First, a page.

But clearly the people committing us to these goals have to know that a fully wind/solar and fossil-fuel-free electricity future requires lots of energy storage. After all, it doesn’t take a genius to realize that wind and solar produce nothing on a calm night. And indeed, if we look around at what our government is up to, we find considerable activity on the energy storage front. But there is an almost complete disconnect between, on the one hand, current efforts of small research grants and pilot programs to investigate which of various new technologies might work, and, on the other hand, a multi-hundred-trillion dollar total transformation of the entire energy economy that will supposedly be accomplished within the next 13 years using technology not yet invented let alone demonstrated at scale.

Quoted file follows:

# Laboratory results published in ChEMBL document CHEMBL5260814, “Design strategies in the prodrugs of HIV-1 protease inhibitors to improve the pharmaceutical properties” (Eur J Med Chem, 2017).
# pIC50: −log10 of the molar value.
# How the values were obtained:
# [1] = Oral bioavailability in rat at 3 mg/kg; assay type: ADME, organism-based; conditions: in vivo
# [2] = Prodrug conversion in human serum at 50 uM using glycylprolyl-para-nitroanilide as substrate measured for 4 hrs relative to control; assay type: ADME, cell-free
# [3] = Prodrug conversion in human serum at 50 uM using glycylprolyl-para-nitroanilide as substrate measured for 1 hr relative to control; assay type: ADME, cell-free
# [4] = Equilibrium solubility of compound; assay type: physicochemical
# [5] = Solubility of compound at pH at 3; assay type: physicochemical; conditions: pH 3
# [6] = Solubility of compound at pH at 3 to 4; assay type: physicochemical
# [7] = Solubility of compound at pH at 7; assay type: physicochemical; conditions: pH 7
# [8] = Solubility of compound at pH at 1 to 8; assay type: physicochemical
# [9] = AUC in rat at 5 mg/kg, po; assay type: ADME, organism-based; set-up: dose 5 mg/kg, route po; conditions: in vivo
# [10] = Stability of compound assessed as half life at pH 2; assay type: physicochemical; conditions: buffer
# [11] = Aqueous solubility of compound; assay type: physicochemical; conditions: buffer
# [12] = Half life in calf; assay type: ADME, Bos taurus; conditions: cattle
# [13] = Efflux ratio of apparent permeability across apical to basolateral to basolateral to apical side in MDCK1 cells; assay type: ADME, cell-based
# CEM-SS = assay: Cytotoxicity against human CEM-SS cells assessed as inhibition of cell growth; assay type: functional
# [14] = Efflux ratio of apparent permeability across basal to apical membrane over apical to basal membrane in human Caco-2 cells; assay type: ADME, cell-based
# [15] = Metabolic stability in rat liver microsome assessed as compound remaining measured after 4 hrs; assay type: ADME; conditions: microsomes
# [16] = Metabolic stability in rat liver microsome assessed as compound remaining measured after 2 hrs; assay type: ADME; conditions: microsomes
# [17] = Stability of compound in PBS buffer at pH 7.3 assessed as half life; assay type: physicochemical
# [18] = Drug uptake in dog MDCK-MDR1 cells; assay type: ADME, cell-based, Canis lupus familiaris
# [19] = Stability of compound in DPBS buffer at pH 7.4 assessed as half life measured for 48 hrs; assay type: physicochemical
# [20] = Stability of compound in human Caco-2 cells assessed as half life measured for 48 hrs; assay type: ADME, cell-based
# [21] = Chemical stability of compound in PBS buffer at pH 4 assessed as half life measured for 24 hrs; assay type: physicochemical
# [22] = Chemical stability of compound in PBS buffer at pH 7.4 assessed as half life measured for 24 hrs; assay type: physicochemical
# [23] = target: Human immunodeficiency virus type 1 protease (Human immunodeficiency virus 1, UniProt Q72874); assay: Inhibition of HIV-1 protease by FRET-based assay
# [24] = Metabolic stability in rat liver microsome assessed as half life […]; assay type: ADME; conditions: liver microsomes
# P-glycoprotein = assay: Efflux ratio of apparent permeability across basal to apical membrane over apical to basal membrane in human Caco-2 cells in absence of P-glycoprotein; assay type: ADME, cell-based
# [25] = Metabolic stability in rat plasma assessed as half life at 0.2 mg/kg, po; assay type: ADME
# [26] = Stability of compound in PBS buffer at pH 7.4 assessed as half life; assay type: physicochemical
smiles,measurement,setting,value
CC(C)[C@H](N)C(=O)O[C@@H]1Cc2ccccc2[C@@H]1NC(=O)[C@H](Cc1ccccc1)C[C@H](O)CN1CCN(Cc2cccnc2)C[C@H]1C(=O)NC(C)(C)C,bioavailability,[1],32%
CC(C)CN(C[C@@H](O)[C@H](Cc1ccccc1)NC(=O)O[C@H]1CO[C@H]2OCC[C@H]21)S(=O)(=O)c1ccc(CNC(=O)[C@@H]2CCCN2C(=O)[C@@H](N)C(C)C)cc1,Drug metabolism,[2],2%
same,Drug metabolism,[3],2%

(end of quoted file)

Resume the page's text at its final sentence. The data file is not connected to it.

Here are just a few examples of what is currently going on our there in the energy storage world:
- The federal Department of Energy has a big program going on called the Energy Storage Grand Challenge. An article from Energy Storage News, September 24, 2021, gives a comprehensive update. Central to the program will be constructing a new research center where various alternative strategies for what they call “long duration” energy storage will be investigated for feasibility. Thus it does appear that they have at least figured out that to make a wind/solar-supplied grid last through a year, you are going to need storage that can hold thousands of GWH of charge for many months on end. Lithium-ion can’t do that. But ESN notes that not only do the “long duration” technologies not yet exist, but the research center to investigate them doesn’t exist yet either, nor has construction begun. From ESN: “The DOE is also helping to get a US$75 million long-duration energy storage research centre built at Pacific Northwest National Laboratory, which is expected to open by or during 2025.” So maybe we can start this basic research some time around 2025.